5 ways to cope with work-related stress during lockdown.
This #StressAwarenessMonth Paul Sliwinski, Consultant Team Lead at Aiimi, opens up about his experience of work stresses invading his home during the COVID-19 lockdown.
Stress. Anxiety. Tension. Strain. Distress.
Just a few things that have a negative impact on our daily lives – and that I’m sure we all can relate to in one way or another. An upcoming deadline, metaphorical fires raging on your work projects, worry about family and friends – yes, these are all things that always exist, but now more than ever, as we continue with our COVID-19 lockdown, it is even more important to be mindful of those five words taking hold in your life.
I will hold my hands up; I have felt the strain of this lockdown more than I previously let myself believe.
I miss being able to travel to a client site where I had my ‘thinking time’ on the drive there, where I could process the day, take any lessons learnt, and separate work and home. Up until mid-April, I felt very rundown and was really looking forward to some much-needed down time. As much as I was anticipating the time I’d booked off work, a big part of me was worried about what I would do with my day and that I would end up diving back into work before the week was over.
My first day off, a Monday, came around. I knew I had nothing but alone time for the next few days and my mind wandered to projects and checking emails. I did this a couple of times until I forced myself to put my phone down and really think about what had caused me to be run down in the first place.
The answer was stress. I have let stress get into my home life, more so than ever whilst working from home.
The next question took some thinking; what can I do to reduce my stress? Unsurprisingly, my stress was caused mainly by things I could not control directly. This is something that we all need to recognise. Even a year ago, I was highly stressed due to events at home which were outside of my control and causing a lot of strain on my mental health.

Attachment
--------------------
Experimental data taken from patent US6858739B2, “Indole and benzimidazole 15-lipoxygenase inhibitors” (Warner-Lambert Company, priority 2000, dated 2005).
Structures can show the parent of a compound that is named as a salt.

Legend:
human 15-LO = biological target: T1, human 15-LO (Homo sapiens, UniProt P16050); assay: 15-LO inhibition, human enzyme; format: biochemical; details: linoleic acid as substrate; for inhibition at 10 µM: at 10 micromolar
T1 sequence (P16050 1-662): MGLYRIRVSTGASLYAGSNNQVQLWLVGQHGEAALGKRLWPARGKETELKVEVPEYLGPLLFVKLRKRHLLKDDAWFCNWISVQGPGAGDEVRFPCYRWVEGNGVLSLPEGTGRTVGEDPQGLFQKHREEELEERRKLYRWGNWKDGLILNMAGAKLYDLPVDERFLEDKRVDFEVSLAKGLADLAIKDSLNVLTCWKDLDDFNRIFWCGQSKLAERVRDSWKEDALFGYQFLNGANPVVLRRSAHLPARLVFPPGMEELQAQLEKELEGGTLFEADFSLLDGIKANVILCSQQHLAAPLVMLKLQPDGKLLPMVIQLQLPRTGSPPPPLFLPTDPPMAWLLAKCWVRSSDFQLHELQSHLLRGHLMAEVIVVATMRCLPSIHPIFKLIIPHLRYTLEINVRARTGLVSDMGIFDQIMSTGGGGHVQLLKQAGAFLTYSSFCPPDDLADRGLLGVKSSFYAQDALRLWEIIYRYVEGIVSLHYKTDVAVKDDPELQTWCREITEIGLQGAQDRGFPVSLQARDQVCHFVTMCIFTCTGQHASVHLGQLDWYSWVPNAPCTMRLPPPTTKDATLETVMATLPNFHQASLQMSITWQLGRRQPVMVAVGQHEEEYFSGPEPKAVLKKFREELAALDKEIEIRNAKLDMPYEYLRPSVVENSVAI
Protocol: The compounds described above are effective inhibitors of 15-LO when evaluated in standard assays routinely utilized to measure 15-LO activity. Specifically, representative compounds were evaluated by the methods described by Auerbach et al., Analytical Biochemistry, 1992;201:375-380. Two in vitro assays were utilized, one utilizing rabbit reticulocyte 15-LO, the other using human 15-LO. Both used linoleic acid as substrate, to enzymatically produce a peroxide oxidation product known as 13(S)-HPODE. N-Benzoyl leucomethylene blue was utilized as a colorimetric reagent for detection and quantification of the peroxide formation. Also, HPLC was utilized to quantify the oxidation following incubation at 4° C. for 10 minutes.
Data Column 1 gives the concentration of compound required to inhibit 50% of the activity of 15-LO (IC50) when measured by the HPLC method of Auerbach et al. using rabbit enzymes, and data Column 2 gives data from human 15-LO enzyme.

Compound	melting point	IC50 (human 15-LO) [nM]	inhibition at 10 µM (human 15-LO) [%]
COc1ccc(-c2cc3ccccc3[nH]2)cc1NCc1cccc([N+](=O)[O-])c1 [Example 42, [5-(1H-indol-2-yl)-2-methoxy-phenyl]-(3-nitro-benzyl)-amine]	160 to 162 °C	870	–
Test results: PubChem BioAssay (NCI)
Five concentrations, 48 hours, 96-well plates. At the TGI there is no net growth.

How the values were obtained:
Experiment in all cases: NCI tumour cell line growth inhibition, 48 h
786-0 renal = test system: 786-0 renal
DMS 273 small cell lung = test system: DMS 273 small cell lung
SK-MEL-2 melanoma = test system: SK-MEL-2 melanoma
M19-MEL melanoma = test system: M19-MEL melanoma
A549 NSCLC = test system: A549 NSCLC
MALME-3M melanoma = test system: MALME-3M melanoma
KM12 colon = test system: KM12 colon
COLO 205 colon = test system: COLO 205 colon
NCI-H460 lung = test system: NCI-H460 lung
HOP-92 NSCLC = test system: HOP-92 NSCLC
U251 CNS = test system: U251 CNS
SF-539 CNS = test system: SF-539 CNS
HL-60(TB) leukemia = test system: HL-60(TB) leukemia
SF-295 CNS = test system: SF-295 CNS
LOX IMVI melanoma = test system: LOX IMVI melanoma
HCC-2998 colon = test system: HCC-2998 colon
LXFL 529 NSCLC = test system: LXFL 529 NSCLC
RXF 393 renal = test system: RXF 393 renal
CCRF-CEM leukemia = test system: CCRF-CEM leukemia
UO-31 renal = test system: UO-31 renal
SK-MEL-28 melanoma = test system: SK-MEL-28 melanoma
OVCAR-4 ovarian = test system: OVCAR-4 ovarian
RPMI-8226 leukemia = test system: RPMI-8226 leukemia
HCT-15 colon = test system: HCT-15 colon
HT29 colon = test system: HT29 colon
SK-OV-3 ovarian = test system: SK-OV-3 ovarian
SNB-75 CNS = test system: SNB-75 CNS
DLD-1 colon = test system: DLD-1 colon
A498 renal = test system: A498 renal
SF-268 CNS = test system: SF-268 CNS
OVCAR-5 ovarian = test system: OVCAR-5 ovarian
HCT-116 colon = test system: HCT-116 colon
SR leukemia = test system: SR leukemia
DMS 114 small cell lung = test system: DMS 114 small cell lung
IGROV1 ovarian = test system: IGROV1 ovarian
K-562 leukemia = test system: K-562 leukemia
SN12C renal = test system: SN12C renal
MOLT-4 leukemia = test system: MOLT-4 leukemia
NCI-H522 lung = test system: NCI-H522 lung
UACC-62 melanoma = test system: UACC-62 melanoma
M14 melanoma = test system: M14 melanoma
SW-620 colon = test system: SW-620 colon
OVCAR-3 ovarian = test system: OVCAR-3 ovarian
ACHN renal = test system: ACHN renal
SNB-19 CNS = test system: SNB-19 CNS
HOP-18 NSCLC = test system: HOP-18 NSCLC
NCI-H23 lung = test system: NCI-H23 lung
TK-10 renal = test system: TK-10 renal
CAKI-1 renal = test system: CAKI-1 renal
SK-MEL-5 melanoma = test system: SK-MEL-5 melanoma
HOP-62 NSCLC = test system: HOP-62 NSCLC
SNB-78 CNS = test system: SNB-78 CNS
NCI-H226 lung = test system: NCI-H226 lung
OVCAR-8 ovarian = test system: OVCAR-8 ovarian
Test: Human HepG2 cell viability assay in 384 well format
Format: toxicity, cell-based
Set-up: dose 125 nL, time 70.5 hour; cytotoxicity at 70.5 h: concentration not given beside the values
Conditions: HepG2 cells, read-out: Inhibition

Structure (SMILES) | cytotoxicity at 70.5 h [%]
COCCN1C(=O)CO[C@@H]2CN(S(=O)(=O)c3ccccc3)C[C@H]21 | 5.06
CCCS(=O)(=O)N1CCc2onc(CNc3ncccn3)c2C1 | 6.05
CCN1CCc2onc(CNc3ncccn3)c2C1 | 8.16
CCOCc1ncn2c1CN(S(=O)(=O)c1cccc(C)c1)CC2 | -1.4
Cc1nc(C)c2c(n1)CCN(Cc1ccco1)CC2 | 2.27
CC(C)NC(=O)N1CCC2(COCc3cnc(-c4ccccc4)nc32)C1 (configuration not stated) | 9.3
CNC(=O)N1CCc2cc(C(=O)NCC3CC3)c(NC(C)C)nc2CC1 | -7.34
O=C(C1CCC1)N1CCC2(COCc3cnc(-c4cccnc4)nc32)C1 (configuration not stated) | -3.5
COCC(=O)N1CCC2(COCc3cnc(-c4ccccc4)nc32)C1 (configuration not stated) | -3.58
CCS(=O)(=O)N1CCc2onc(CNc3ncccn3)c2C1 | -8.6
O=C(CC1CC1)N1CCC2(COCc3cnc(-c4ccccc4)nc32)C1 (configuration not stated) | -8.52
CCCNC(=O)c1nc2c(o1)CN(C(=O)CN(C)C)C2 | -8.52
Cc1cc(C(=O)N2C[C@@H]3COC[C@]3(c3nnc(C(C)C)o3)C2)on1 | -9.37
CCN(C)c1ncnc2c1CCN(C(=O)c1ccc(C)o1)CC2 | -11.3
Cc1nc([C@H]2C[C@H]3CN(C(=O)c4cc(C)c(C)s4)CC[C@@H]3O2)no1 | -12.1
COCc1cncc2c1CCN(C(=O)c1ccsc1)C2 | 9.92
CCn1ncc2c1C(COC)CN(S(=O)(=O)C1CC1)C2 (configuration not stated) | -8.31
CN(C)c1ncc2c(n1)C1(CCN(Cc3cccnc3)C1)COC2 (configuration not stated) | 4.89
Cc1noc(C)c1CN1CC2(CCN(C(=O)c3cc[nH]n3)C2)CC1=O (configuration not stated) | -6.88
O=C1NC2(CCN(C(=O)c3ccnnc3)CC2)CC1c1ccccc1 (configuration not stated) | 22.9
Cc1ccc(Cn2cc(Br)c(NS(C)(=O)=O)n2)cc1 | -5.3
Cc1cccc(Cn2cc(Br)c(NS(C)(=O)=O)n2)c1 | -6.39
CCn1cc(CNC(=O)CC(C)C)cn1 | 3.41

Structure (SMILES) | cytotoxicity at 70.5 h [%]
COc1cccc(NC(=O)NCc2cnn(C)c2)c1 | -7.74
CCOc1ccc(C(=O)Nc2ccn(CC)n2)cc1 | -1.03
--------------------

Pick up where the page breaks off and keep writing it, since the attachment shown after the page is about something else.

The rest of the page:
As I felt my stress recurring during lockdown, I spent some time considering what helped me to refocus my energy into a more positive setting in the past. That’s what I want to share here. I am not saying these strategies will work for everyone, but what I am saying is this: consider what makes you happy and focus your energy on that, I promise it gives you a new outlook on the same situation.
Find your release
Stress builds over time, taking its toll on you and, in some ways, on those around you. I started to look at stress in another way, as ‘tanked’ energy which was just waiting to be released. Instead of an explosive release, I started to channel this energy into new outlets. I got back into drawing and digital design.
I found myself relaxing and releasing all that stored up energy on something positive. Fast forward to now, and I have a new piece of art on my wall which has designs of things that I grew up with and love – like the Nintendo Gameboy and a Star Wars Light Saber. The great news is, learning how to make the most of this coping strategy will help with my work and enable me to bring a new skill to the table.
Put something in the calendar to look forward to